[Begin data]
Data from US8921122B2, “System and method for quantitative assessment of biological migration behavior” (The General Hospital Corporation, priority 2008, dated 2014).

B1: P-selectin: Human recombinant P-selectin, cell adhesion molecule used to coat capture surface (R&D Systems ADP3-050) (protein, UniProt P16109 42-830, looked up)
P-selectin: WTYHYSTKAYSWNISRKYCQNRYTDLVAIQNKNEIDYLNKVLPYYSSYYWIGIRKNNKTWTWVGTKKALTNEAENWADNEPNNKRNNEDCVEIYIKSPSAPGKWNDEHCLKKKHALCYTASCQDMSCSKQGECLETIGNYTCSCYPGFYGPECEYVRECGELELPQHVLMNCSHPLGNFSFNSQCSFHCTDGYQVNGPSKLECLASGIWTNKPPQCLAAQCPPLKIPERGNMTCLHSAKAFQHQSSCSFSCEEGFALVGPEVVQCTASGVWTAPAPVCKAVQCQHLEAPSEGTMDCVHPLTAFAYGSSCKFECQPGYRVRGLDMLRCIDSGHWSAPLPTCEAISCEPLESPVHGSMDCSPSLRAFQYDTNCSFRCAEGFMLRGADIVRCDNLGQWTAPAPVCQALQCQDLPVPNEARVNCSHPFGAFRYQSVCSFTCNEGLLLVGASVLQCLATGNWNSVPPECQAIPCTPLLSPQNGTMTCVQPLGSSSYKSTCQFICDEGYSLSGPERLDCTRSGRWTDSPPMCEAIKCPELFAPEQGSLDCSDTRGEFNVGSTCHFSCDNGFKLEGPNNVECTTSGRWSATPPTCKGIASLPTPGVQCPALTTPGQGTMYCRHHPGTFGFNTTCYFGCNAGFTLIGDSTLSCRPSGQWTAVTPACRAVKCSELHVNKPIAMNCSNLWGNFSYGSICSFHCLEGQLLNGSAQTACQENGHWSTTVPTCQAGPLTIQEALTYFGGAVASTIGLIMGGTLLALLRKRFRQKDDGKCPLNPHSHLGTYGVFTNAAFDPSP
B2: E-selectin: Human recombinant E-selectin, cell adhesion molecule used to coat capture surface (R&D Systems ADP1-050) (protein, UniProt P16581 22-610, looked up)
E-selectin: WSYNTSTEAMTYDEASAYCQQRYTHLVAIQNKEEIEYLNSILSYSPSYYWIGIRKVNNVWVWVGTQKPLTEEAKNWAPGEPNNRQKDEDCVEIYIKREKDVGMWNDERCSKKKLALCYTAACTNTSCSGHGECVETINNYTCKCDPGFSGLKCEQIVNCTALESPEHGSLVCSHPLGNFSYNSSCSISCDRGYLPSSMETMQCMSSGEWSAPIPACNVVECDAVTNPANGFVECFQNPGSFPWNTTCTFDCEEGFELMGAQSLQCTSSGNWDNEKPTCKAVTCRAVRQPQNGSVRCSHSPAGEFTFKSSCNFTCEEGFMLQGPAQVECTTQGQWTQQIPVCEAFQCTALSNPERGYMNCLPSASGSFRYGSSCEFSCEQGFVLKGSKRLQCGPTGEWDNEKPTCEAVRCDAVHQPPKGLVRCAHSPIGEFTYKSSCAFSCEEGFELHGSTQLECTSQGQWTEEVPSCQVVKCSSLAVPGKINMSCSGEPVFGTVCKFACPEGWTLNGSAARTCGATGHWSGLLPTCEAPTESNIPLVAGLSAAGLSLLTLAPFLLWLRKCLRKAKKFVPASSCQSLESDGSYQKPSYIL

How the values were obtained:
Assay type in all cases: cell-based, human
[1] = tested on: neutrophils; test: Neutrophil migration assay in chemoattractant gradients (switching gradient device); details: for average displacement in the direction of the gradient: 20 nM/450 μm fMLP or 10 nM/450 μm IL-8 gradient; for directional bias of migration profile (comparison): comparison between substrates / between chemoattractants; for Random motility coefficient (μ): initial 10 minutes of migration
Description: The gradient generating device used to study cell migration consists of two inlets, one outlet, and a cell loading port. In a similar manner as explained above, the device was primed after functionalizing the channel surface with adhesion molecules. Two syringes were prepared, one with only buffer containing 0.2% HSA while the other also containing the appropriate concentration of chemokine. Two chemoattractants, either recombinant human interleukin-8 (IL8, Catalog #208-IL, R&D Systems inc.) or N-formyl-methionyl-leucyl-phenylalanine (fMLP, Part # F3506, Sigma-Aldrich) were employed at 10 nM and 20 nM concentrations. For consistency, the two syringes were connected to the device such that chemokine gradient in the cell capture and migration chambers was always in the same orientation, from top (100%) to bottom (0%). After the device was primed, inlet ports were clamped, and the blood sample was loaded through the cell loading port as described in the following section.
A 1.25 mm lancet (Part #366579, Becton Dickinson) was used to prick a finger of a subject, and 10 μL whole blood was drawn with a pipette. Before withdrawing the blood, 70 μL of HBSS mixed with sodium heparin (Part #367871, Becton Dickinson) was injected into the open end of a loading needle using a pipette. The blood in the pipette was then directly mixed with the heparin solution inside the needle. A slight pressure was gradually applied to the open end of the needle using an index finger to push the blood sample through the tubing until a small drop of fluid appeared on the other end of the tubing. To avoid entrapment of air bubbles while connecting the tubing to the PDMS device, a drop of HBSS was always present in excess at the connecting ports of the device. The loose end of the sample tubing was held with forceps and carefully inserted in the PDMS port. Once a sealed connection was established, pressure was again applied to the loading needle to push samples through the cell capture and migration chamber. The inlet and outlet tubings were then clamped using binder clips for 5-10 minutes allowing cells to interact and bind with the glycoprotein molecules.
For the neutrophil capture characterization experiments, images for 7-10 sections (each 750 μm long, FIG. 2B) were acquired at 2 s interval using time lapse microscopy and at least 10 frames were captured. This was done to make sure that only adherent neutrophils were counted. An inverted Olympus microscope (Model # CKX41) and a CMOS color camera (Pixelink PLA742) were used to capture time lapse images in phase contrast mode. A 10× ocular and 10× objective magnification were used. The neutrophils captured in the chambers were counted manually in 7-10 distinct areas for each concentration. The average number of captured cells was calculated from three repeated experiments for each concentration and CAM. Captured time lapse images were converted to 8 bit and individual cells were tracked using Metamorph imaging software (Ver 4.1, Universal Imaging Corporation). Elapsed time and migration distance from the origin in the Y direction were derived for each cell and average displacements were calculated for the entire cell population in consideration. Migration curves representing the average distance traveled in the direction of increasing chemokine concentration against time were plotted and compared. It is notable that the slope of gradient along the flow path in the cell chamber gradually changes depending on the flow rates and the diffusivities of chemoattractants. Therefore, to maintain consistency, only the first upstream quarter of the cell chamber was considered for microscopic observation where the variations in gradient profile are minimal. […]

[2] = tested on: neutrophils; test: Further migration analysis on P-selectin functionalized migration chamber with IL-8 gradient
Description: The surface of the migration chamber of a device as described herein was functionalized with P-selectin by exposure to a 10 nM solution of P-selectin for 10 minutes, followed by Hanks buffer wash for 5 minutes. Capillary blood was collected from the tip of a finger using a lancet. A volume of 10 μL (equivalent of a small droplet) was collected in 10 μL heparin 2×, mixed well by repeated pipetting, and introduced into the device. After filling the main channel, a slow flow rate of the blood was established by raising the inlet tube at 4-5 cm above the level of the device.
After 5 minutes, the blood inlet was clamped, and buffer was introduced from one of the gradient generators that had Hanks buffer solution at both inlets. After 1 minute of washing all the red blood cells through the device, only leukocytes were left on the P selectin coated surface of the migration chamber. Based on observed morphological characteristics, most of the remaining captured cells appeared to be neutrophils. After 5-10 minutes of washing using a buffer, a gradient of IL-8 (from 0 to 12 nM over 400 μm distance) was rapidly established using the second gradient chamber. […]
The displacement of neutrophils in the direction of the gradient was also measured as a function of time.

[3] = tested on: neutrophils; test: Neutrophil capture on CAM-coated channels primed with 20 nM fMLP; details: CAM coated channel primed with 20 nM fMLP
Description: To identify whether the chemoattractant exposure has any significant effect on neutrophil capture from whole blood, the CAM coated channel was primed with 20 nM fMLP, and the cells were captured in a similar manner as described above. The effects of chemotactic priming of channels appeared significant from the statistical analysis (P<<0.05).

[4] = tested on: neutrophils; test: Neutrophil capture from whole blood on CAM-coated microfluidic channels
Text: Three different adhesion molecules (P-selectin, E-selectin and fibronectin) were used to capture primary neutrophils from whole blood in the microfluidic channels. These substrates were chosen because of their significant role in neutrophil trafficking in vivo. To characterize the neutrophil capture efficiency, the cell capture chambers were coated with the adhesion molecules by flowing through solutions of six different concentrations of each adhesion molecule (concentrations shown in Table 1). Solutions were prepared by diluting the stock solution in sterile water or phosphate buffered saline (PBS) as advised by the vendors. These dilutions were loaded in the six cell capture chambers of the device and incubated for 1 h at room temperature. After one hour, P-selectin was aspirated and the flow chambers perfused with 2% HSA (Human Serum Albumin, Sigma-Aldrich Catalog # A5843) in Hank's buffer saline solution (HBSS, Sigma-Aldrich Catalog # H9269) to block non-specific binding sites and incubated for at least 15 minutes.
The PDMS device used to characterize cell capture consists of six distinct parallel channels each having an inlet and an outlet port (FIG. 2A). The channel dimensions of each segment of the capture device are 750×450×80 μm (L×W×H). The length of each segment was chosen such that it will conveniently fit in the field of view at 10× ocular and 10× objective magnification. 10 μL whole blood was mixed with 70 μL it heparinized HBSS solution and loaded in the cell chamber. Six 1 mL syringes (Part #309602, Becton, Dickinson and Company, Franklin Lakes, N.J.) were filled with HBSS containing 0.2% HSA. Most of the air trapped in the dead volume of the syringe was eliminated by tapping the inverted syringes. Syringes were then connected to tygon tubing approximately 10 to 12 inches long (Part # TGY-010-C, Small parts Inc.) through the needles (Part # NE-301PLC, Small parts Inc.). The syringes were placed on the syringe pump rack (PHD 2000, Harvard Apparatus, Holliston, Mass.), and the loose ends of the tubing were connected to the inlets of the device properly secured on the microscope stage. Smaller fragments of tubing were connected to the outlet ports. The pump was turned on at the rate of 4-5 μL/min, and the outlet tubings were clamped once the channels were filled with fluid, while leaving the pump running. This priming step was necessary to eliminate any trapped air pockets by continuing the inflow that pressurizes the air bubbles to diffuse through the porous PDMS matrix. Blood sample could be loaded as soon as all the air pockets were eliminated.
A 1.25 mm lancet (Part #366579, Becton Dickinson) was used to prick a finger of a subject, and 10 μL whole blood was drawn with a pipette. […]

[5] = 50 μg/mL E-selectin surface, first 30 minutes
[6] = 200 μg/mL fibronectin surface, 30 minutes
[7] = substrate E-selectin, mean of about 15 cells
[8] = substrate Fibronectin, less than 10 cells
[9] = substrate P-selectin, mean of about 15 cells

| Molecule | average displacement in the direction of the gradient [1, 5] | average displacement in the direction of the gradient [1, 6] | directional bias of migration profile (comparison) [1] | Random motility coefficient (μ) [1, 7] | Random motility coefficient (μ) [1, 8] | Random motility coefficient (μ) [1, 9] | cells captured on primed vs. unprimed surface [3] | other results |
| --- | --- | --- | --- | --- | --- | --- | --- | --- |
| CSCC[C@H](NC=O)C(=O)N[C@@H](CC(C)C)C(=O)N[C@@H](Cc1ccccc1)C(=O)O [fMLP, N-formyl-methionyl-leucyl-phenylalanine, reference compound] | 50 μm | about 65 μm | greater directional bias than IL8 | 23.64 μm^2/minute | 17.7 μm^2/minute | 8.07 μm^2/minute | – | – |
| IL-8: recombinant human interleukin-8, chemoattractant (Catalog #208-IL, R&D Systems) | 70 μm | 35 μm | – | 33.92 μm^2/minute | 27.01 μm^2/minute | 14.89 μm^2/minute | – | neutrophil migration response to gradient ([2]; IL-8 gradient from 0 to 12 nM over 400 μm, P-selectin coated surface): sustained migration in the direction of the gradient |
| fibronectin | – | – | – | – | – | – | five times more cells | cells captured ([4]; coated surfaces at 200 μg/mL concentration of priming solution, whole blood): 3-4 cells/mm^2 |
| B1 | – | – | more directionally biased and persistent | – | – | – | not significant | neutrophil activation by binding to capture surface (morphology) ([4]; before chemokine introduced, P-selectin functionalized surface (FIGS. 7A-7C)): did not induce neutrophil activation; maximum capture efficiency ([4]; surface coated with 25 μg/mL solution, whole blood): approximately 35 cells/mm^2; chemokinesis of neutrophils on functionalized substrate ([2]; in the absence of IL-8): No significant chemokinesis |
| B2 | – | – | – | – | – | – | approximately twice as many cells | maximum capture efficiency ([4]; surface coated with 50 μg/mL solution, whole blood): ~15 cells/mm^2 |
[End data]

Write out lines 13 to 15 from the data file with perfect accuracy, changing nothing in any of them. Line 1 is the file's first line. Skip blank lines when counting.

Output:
Description: The surface of the migration chamber of a device as described herein was functionalized with P-selectin by exposure to a 10 nM solution of P-selectin for 10 minutes, followed by Hanks buffer wash for 5 minutes. Capillary blood was collected from the tip of a finger using a lancet. A volume of 10 μL (equivalent of a small droplet) was collected in 10 μL heparin 2×, mixed well by repeated pipetting, and introduced into the device. After filling the main channel, a slow flow rate of the blood was established by raising the inlet tube at 4-5 cm above the level of the device.
After 5 minutes, the blood inlet was clamped, and buffer was introduced from one of the gradient generators that had Hanks buffer solution at both inlets. After 1 minute of washing all the red blood cells through the device, only leukocytes were left on the P selectin coated surface of the migration chamber. Based on observed morphological characteristics, most of the remaining captured cells appeared to be neutrophils. After 5-10 minutes of washing using a buffer, a gradient of IL-8 (from 0 to 12 nM over 400 μm distance) was rapidly established using the second gradient chamber. […]
The displacement of neutrophils in the direction of the gradient was also measured as a function of time.